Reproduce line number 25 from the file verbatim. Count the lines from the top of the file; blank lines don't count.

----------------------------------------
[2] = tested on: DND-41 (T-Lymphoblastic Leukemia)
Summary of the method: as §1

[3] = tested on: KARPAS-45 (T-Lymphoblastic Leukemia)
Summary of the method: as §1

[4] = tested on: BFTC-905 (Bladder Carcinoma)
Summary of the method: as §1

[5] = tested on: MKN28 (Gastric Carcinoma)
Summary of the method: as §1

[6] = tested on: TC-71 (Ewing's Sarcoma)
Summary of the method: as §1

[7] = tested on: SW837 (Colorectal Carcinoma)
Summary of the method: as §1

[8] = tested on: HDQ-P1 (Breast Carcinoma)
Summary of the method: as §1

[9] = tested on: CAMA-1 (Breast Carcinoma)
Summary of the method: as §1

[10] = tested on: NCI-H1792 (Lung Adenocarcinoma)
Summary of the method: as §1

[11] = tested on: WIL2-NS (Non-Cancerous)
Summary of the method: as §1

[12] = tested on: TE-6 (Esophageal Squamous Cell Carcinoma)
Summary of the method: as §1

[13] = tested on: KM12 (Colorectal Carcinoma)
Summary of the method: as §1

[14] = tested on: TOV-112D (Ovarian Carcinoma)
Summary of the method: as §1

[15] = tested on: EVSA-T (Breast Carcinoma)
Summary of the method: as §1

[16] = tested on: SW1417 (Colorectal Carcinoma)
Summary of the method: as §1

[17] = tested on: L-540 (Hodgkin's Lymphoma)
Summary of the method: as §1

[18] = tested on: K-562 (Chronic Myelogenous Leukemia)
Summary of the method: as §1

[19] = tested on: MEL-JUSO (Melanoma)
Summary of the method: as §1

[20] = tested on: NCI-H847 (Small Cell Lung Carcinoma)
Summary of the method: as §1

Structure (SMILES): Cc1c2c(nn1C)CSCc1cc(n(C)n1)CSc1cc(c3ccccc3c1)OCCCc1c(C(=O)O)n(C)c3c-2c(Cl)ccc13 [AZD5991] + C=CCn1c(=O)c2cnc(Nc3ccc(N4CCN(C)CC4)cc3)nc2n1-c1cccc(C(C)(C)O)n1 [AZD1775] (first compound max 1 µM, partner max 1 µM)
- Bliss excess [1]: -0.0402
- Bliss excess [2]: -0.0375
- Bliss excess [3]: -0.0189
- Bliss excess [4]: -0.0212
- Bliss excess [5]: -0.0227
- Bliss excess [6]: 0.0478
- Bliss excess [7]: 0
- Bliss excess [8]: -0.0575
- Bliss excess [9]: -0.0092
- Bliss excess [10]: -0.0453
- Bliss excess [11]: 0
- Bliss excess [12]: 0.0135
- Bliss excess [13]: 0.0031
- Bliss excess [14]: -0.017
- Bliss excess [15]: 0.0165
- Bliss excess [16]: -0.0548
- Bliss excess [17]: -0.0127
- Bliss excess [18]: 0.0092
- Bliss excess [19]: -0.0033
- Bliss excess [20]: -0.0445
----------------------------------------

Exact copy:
[14] = tested on: TOV-112D (Ovarian Carcinoma)